Score a hole in one with quality doughnuts

Brits are going nuts for lavish doughnuts that command a premium price. What sort of flavours and fillings are winning over shoppers, and how can bakers tap such demand themselves?

Forget freakshakes and say ‘see ya’ to cupcakes, there’s a new over-the-top decadent dessert in town – doughnuts.

We’re not talking bog standard jam doughnuts here, think lavish brioche-style doughnuts topped with chocolate glaze and a bourbon biscuit, complete with injectable filling, such as the ones from Croydon’s Be Right Bake. Or how about a chocolate extravaganza covered in chocolate glaze, a Nutella drizzle, chocolate brownie, red and white sprinkles and a mini jar of Nutella from London’s Doughnut Time?

Shoppers are paying top dollar for these premium creations – Doughnut Time’s products come in at £4-plus per item,
while Be Right Bake’s decorated doughnuts are sold by the dozen for £32.

So what makes a doughnut worth coughing up the dough for? And what trends, formats and flavours are wowing customers in search of premium treats?

“Doughnuts are going through a renaissance,” says Jacqui Passmore, Dawn Foods’ marketing manager UK and Ireland. “Consumers are trading up from commodity ‘five in a bag’ doughnuts to premium doughnuts with indulgent fillings, toppings and decorations to satisfy their desire for luxury and ‘me time’. Individual treating or treating friends, family or colleagues is all part of today’s culture of ‘accessible luxury’.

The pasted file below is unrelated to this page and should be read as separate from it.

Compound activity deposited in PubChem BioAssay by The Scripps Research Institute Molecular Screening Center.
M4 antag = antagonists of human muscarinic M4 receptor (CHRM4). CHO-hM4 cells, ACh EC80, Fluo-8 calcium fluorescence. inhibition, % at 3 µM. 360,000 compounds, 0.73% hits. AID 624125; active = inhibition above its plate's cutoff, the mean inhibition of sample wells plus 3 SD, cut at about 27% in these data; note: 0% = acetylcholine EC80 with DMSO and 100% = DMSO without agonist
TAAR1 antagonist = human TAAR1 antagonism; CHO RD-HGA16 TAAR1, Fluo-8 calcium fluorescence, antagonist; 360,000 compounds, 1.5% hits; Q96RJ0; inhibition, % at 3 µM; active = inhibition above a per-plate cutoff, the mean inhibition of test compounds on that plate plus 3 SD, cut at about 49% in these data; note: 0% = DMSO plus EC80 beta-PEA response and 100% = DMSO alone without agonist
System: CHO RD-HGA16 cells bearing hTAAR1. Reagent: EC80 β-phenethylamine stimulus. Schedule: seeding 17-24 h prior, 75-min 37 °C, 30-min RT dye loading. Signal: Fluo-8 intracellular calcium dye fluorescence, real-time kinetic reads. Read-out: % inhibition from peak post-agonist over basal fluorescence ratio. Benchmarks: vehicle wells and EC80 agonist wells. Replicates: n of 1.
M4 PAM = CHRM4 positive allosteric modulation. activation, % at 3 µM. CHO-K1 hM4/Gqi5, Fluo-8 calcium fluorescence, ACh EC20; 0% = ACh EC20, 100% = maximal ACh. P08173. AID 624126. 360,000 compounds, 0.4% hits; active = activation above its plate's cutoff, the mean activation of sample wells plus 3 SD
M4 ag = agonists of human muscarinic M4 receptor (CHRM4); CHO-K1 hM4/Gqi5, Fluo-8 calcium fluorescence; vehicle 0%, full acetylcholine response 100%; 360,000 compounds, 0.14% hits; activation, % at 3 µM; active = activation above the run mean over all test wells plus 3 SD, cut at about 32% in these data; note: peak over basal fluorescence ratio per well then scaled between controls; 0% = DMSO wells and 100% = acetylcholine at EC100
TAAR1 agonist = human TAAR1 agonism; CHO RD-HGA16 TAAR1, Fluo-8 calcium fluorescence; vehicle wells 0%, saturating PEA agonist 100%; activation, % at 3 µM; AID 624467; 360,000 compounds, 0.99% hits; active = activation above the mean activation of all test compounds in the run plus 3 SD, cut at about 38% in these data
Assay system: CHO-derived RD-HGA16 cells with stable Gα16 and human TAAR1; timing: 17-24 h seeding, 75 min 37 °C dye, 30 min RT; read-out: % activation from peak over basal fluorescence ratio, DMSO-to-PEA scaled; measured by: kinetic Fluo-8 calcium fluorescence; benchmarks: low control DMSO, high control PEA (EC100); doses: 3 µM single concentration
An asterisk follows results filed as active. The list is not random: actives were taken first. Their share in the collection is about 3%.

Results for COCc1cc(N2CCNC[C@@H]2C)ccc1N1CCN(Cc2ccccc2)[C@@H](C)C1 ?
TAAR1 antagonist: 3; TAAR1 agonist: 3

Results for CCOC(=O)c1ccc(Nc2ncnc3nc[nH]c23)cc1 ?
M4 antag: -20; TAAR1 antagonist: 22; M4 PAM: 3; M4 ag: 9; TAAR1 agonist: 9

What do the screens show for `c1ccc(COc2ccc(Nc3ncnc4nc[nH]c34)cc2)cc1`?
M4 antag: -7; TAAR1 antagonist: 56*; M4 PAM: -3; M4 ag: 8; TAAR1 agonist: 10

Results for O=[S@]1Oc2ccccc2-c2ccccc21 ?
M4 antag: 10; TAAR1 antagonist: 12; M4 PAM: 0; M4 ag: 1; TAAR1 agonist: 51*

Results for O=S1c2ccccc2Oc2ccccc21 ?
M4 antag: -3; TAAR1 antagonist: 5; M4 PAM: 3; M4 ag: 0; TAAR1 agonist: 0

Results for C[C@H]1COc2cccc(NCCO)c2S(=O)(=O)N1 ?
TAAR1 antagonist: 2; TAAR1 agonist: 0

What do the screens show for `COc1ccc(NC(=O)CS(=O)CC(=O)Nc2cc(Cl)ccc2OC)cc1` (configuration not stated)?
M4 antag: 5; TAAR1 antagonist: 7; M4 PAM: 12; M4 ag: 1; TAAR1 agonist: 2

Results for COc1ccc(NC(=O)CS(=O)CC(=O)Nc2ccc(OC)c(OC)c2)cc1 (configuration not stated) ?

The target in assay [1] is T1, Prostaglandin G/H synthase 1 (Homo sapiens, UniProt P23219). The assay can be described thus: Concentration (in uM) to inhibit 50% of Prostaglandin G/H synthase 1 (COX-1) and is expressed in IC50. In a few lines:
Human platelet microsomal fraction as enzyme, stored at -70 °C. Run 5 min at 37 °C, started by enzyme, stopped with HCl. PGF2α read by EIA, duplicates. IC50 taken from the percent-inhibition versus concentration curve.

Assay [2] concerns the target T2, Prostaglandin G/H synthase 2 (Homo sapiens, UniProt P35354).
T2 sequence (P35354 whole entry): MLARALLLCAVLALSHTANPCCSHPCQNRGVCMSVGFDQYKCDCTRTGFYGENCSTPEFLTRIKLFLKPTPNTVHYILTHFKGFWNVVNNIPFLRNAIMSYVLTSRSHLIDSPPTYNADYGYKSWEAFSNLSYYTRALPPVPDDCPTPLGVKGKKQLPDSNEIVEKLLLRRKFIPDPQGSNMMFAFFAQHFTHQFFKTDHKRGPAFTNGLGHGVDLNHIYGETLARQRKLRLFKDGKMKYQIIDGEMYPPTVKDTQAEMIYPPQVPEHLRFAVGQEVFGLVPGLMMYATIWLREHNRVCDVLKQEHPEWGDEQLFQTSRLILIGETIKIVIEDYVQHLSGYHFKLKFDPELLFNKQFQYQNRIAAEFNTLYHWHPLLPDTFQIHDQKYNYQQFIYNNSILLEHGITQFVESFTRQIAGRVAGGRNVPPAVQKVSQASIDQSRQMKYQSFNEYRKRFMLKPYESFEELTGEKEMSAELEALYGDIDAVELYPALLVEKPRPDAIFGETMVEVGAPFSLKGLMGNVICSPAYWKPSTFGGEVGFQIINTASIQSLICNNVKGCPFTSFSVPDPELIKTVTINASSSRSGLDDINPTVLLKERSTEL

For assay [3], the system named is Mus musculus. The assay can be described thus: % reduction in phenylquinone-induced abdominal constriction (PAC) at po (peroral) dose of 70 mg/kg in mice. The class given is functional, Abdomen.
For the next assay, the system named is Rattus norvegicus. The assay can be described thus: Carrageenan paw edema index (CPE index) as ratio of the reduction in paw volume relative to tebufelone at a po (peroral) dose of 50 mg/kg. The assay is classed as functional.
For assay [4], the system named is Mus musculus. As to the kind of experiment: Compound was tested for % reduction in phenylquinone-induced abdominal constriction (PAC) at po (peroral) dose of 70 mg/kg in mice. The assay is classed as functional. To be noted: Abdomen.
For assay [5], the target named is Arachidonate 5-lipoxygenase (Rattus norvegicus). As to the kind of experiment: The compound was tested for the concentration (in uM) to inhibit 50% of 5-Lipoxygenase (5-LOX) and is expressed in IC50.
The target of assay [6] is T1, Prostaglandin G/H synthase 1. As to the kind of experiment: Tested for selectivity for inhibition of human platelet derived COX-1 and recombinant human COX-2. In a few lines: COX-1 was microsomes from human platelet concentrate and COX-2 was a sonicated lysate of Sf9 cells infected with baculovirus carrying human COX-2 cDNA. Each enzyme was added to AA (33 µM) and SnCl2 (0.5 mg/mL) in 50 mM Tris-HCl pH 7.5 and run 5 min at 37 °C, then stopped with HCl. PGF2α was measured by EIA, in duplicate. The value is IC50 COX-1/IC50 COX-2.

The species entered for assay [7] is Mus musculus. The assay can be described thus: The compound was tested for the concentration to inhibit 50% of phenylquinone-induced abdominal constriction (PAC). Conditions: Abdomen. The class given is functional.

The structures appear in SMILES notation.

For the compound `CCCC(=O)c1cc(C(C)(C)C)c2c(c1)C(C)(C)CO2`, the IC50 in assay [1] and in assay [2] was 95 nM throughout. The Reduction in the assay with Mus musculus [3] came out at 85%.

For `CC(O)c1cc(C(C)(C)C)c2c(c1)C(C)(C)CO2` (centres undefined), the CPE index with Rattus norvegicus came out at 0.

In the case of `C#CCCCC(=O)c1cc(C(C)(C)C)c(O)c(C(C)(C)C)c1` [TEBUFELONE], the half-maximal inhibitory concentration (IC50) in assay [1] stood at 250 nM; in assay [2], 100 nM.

“Offering fresh new flavours that create a product consumers can’t buy anywhere else will boost sales and appeal to consumers looking for a premium product.”

Unique creations are at the core of the UK’s growing independent doughnutteries such as Crosstown Doughnuts, Dum Dum Donutterie and Doughnut Time. “The great thing about doughnuts is that there are endless flavour possibilities,” says JP Then, co-founder and director of Crosstown Doughnuts, which has sites across London, including Camden Market. Popular flavours, notes Then, include Chocolate Truffle, Cinnamon Scroll and Peanut Butter & Berry.

And, like other bakery items, doughnuts can be given a seasonal twist. “For our seasonal offering we like to experiment with different combinations that wouldn’t be considered typical doughnut flavours, and incorporate ingredients that aren’t traditionally found in the UK like Beetroot Lemon-Thyme, Blood Orange, Boysenberry & Apple, Matcha and Yuzu & Passionfruit,” Then adds.

This extends far beyond Christmas, Easter and Valentine’s Day. Crosstown celebrated Australia Day with Tim Tam and Lamington doughnuts, Chinese New Year with Pandan & Coconut and New Zealand’s Waitangi Day with a Hawkes Bay Black Doris Plum option.